Science has the power to change the world
As the global leader in supporting scientific research that advances veterinary medicine, Morris Animal Foundation has invested more than $100 million toward more than 2,400 studies to improve the health and well-being of dogs, cats, horses, llamas/alpacas and wildlife.
At any given time, Morris Animal Foundation is managing more than 200 active studies. Each year, we also fund about 30 veterinary student scholar projects. Search our health study database by species or area of study to learn more about research that will make a true difference in the lives of animals—today and tomorrow.
To sponsor a study, please contact a member of our sponsorship team for the most up-to-date status on our research projects at sponsorship@MorrisAnimalFoundation.org or call 800.243.2345.
Hypertrophic cardiomyopathy is the most common form of heart disease diagnosed in cats. Researchers will perform genetic analysis to look for a genetic cause for hypertrophic cardiomyopathy in several cat breeds, including the Sphynx, Bengal, Siberian, British Shorthair and Norwegian Forest Cat. Identification of causative genetic mutations for hypertrophic cardiomyopathy will allow for early detection and genetic screening to reduce the prevalence of this disease. Information gained from this study will also help researchers improve treatments and clinical management strategies for cats with heart disease.
Principal Investigator: Dr. Kathryn M. Meurs, North Carolina State University
Study ID: D15FE-009
Feline hypertrophic cardiomyopathy (HCM) is the most common cause of heart disease in adult cats. Affected cats are at risk of sudden death, breathing difficulties or blood clots. Increasingly, feline HCM is noted to be inherited, and examples have been reported in the Maine Coon, Ragdoll, Sphynx, Siberian and Norwegian Forest Cat breeds, among others. Using a new genetic tool called a SNP chip, researchers will perform a genome-wide association to identify a genetic marker to HCM in the Sphynx breed. The SNP chips are a type of DNA chip that contain single nucleotide polymorphisms (SNPs), genetic footprints found in DNA, to identify disease causing mutations. The identification of a genetic cause for HCM in the Sphynx can be used to reduce the prevalence of this disease in this breed, and it is also very likely to provide information on this disease in many other breeds of cats.
Principal Investigator: Dr. Kathryn M. Meurs, Washington State University
Study ID: D12FE-515
Reflux nephropathy is a condition in which the kidneys are damaged by the backward flow of urine into the kidney. Renal failure is a relatively common health problem in cats, but scientists recently recognized an inherited type of reflux nephropathy in Ragdolls. The affected cats have a failure to thrive and are often euthanized before the age of 6 years. Researchers from the University of Helsinki will use a genome-wide association-mapping approach with feline single nucleotide polymorphism gene chip arrays to identify the genetic background of reflux nephropathy in Ragdolls. The identification of the causative gene would enable the development of a DNA test for breeding purposes to eradicate the disease from the breed and to test its possible presence in other breeds with renal failures.
Principal Investigator: Dr. Hannes Lohi, University of Helsinki, Finland
Study ID: D12FE-511
With many feline infectious diseases, it is difficult to identify the specific pathogen involved. In a previous pilot study funded by Morris Animal Foundation, the research team developed a genetic assay that detected and characterized multiple feline pathogens. In this study they will evaluate the test’s application as a diagnostic method by using it to identify the pathogens associated with three common feline diseases: lymphoma, leukemia and chronic anemia. Modern genomic technologies such as this type of test have revolutionized human medicine but are still underused tools in veterinary medicine. The researcher’s goal is to discover new causes of feline disease, which could lead to better diagnostic tests, therapies or vaccines for conditions that are currently incurable.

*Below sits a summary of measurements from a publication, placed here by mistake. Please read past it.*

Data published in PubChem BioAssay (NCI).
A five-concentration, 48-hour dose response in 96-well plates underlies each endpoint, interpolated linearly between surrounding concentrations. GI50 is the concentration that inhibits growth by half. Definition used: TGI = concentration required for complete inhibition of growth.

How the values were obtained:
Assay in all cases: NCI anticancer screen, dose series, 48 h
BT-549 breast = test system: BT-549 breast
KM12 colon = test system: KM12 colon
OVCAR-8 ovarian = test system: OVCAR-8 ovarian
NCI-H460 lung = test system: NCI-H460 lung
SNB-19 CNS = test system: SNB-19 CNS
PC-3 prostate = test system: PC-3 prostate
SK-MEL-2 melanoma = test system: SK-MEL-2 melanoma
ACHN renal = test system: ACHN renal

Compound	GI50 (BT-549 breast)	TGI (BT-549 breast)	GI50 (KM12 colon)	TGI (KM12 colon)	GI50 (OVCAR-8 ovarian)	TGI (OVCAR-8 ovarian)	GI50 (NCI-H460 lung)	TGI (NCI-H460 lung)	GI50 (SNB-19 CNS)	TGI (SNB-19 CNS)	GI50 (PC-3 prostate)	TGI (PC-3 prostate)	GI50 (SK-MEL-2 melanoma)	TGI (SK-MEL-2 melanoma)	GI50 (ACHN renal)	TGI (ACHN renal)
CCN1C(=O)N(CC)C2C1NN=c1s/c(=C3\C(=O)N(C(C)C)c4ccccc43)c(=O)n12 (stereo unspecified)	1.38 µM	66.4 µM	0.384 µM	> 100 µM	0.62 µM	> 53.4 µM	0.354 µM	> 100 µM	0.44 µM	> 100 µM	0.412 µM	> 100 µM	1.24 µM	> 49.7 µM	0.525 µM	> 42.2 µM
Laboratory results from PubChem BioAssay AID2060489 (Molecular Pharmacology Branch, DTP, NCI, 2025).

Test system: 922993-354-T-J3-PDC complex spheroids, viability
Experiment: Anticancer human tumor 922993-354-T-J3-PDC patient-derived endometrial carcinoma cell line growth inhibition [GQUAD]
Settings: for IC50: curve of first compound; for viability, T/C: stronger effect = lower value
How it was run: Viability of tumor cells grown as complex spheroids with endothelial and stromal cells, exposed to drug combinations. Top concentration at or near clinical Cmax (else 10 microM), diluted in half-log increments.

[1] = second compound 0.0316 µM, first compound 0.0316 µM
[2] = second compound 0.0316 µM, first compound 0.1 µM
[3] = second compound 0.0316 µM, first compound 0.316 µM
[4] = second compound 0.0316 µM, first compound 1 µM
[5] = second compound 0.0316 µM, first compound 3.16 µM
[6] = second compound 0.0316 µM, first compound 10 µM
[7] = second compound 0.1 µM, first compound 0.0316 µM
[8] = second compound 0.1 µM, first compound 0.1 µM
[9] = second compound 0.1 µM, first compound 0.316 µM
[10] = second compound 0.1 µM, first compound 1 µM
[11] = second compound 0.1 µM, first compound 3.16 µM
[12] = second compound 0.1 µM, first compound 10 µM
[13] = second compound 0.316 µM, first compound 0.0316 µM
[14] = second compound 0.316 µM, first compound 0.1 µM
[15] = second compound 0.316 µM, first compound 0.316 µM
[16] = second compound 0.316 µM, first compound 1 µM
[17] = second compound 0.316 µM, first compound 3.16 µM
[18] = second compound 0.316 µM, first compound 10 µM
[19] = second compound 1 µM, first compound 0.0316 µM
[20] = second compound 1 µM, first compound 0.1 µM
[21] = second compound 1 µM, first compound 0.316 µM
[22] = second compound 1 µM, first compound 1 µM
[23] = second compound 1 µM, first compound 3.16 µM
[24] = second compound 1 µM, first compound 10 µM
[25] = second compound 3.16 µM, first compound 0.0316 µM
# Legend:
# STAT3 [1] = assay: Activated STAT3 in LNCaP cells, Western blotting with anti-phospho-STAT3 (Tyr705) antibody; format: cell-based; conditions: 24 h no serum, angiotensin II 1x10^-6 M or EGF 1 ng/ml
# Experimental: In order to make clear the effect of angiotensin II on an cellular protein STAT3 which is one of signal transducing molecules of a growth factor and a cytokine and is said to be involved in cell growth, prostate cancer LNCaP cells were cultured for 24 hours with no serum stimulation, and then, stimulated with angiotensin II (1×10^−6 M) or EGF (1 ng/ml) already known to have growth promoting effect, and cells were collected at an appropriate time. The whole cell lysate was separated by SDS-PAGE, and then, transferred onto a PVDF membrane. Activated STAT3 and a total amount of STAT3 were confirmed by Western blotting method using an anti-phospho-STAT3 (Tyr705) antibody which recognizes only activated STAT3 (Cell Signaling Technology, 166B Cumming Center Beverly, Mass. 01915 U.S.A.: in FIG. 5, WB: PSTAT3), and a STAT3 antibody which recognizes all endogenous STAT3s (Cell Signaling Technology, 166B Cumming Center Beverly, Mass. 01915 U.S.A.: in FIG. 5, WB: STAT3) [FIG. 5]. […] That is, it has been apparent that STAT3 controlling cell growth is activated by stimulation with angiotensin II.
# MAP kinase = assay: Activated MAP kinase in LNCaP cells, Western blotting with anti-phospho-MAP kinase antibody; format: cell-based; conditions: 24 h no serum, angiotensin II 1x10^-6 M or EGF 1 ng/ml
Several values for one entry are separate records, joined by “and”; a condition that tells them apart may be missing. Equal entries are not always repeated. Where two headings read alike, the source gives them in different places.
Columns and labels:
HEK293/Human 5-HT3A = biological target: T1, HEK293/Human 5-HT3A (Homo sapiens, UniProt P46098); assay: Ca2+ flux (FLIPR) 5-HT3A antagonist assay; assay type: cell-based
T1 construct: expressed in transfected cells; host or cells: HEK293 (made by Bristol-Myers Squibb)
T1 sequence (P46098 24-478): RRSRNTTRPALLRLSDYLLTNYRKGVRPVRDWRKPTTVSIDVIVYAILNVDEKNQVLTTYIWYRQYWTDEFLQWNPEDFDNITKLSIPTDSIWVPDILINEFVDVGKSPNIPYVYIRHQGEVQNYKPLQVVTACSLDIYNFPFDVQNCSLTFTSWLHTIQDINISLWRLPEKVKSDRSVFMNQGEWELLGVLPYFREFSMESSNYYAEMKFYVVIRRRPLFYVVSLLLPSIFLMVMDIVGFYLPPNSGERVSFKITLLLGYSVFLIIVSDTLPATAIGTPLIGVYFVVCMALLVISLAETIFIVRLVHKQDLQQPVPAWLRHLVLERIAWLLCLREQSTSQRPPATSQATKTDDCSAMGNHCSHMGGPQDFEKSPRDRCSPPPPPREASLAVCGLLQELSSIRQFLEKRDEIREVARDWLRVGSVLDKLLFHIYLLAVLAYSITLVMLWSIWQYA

Principal Investigator: Dr. Sue VandeWoude, Colorado State University
Study ID: D14FE-007
The wildcat, an ancestor of the domestic cat, lives in the same areas as domestic cats throughout Europe, the Mediterranean and North Africa. Several subspecies of wildcats occupy these areas, and the African wildcat is the subspecies considered to be the most influential in cat domestication. Because of the extensive habitat overlaps, populations of European wildcats are breeding with domestic cats, causing hybridization between the populations. Conservation programs throughout Europe are attempting to preserve true wildcat populations, but identifying pure wildcats can only be accomplished by genetic tests. Conservation programs are trying to find the strongest diagnostic markers to help develop population management programs for the wildcats. The new Illumina Infinium Cat DNA test uses SNP chips, a type of DNA chip that contains single nucleotide polymorphisms (SNPs), genetic footprints found in DNA, , could provide the most accurate measure for wildcat and domestic cat hybridization. Using this tool, conservationists will be able to identify pure wildcat populations for conservation within Europe. A secondary goal of the research is to identify regions of the genome that may be involved with the domestication process of the cat. The project could identify the genes that are contributing to boldness and tameness and are influencing cat domestication.
Principal Investigator: Dr. Leslie A. Lyons, University of California–Davis
Study ID: D12FE-505